Posted 03 January 2010 - 01:41 AM
I copied this from somewhere else. But it does a good job splaining it all
The problem is in the way that 802.11b/g operates and the way that many cordless phones operate.
Wifi (802.11b) is a direct sequence spread spectrum technology, that is in the 2.4 - 2.483 ghz spectrum, Wifi uses channels that are 22 mhz wide, at each channel center point Wifi hops 11 mhz down, and 11mhz up from the center of the channel, 400 times per second.
the "unlicensed" bands, such as 900mhz, 2.4ghz, 5.8ghz are just that, unlicensed, meaning that anyone can develop any technology they want to utilize the spectrum. The FCC regulates this simply by putting parameters on the EIRP (Equivalent Isotropically Radiated Power) emitted at the antenna, in 2.4ghz, not to exceed 4 watts. the presumption being that this would curtail people stomping on each other to some degree.
Most modern cordless phones use Frequency Hopping Spread Spectrum, and typically do it across the entire available spectrum. BlueTooth is also a FHSS technology. While cordless phones are typically proprietary in their use of FHSS as far has hop sequences and how many times per second they change frequencies, it can be similar to BlueTooth which hops at 1600 times per second across the entire 2.4ghz range.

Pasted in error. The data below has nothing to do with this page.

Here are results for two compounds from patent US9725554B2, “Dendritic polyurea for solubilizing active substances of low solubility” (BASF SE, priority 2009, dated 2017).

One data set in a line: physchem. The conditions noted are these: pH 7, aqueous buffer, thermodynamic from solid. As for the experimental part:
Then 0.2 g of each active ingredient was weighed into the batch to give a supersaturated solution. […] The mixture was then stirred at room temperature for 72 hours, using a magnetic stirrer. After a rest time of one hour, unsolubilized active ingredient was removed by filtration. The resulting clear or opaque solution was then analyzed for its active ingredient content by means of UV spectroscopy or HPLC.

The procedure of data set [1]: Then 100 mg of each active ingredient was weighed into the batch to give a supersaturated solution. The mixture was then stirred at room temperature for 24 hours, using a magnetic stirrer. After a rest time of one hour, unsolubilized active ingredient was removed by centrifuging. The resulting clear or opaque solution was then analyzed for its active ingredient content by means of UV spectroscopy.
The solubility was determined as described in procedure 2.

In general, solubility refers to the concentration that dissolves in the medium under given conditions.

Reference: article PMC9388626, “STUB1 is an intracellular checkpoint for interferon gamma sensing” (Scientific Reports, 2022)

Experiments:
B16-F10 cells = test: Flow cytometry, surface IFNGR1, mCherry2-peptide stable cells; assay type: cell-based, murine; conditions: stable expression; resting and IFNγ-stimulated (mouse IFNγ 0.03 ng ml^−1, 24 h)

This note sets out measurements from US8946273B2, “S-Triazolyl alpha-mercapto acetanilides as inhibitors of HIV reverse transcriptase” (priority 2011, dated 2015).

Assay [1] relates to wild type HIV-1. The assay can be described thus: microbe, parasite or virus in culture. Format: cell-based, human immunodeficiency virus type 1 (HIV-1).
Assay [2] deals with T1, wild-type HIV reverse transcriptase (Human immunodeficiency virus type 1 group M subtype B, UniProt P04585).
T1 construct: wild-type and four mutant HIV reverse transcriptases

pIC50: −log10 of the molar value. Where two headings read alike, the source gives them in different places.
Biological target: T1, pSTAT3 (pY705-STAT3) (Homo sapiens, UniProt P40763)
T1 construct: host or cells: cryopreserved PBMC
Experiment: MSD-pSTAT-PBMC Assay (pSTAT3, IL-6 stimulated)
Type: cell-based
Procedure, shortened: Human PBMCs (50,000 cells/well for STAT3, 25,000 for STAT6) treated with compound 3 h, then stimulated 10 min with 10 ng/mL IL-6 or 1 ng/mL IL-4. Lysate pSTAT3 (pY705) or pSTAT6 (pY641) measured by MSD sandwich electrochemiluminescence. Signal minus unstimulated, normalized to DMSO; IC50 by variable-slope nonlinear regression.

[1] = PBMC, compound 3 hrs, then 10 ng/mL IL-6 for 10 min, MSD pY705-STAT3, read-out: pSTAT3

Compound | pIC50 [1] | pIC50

What does all this mean?
In order for your Wifi device to communicate it must be able to distinguish data signals from background noise (such as microwaves, cordless phones, bluetooth). The higher the "noise floor" the more signal strength you need between your wireless access point / router and your client device. When the difference between noise floor and received signal strength is not sufficient the data packet won't be seen.
Additionally, and more common, since these FHSS devices are typically hopping thru the entire sprectrum at a must faster rate then your wifi, they have a much greater chance of sending signal on the exact same frequency at the exact same time as your wireless, each signal currupting the other and causing the devices to use whatever mechanism has been designed to deal with such issues.
For Wifi, every packet sent by either side of the communication is to be acknowledged by the receiver. If no acknowledgement is received, then the sender "resends" the data packet. Potentially dramatically reducing performance.
Even phones that market them as 10 channel phones, don't really behave well in these environments, because they are typically constantly searching, probing the available channels for the "least congested" place to do business.
You could have gotten a router that when mixed with your phone could have caused issues or not. So there is no real way of knowing. But if you still have the 2.4 phone when you switch to N (or whatever will be around then) you can use it again. lol
Hope this helps
Associate in Applied Science - Network Systems Management - Trident Technical College